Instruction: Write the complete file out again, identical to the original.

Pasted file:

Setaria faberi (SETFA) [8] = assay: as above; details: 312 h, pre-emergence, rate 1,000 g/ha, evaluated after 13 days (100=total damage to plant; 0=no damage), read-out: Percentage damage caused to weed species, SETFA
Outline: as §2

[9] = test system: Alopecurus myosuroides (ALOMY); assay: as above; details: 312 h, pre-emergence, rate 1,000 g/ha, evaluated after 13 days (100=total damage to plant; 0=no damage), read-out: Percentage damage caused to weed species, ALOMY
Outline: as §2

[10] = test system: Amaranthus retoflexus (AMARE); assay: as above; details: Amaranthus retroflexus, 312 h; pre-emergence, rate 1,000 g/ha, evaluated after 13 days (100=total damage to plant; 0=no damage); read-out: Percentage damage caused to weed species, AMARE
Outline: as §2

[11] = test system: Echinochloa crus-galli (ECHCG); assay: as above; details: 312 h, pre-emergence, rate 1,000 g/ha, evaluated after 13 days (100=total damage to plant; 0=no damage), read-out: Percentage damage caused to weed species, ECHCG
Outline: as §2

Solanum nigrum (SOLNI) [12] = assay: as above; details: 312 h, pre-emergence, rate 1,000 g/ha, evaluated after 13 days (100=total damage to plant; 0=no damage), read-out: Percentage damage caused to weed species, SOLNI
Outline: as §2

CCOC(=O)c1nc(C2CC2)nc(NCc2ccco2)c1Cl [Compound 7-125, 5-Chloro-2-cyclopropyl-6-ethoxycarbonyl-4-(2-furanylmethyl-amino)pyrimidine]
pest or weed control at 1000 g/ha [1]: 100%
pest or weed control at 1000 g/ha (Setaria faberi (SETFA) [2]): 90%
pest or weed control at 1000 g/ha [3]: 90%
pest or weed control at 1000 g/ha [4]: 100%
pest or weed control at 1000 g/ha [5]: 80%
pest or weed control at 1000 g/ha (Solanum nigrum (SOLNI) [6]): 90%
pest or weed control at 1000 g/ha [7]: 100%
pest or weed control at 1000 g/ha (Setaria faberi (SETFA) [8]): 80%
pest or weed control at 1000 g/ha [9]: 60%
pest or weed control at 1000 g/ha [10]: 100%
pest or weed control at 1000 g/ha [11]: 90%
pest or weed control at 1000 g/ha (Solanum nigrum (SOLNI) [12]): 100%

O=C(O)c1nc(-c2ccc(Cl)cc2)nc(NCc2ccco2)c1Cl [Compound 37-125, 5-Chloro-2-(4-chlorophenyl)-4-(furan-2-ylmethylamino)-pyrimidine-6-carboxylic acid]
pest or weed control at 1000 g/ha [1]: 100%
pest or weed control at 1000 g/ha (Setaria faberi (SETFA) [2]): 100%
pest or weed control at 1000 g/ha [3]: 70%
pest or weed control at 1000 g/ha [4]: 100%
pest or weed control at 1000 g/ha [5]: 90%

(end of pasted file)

Setaria faberi (SETFA) [8] = assay: as above; details: 312 h, pre-emergence, rate 1,000 g/ha, evaluated after 13 days (100=total damage to plant; 0=no damage), read-out: Percentage damage caused to weed species, SETFA
Outline: as §2

[9] = test system: Alopecurus myosuroides (ALOMY); assay: as above; details: 312 h, pre-emergence, rate 1,000 g/ha, evaluated after 13 days (100=total damage to plant; 0=no damage), read-out: Percentage damage caused to weed species, ALOMY
Outline: as §2

[10] = test system: Amaranthus retoflexus (AMARE); assay: as above; details: Amaranthus retroflexus, 312 h; pre-emergence, rate 1,000 g/ha, evaluated after 13 days (100=total damage to plant; 0=no damage); read-out: Percentage damage caused to weed species, AMARE
Outline: as §2

[11] = test system: Echinochloa crus-galli (ECHCG); assay: as above; details: 312 h, pre-emergence, rate 1,000 g/ha, evaluated after 13 days (100=total damage to plant; 0=no damage), read-out: Percentage damage caused to weed species, ECHCG
Outline: as §2

Solanum nigrum (SOLNI) [12] = assay: as above; details: 312 h, pre-emergence, rate 1,000 g/ha, evaluated after 13 days (100=total damage to plant; 0=no damage), read-out: Percentage damage caused to weed species, SOLNI
Outline: as §2

CCOC(=O)c1nc(C2CC2)nc(NCc2ccco2)c1Cl [Compound 7-125, 5-Chloro-2-cyclopropyl-6-ethoxycarbonyl-4-(2-furanylmethyl-amino)pyrimidine]
pest or weed control at 1000 g/ha [1]: 100%
pest or weed control at 1000 g/ha (Setaria faberi (SETFA) [2]): 90%
pest or weed control at 1000 g/ha [3]: 90%
pest or weed control at 1000 g/ha [4]: 100%
pest or weed control at 1000 g/ha [5]: 80%
pest or weed control at 1000 g/ha (Solanum nigrum (SOLNI) [6]): 90%
pest or weed control at 1000 g/ha [7]: 100%
pest or weed control at 1000 g/ha (Setaria faberi (SETFA) [8]): 80%
pest or weed control at 1000 g/ha [9]: 60%
pest or weed control at 1000 g/ha [10]: 100%
pest or weed control at 1000 g/ha [11]: 90%
pest or weed control at 1000 g/ha (Solanum nigrum (SOLNI) [12]): 100%

O=C(O)c1nc(-c2ccc(Cl)cc2)nc(NCc2ccco2)c1Cl [Compound 37-125, 5-Chloro-2-(4-chlorophenyl)-4-(furan-2-ylmethylamino)-pyrimidine-6-carboxylic acid]
pest or weed control at 1000 g/ha [1]: 100%
pest or weed control at 1000 g/ha (Setaria faberi (SETFA) [2]): 100%
pest or weed control at 1000 g/ha [3]: 70%
pest or weed control at 1000 g/ha [4]: 100%
pest or weed control at 1000 g/ha [5]: 90%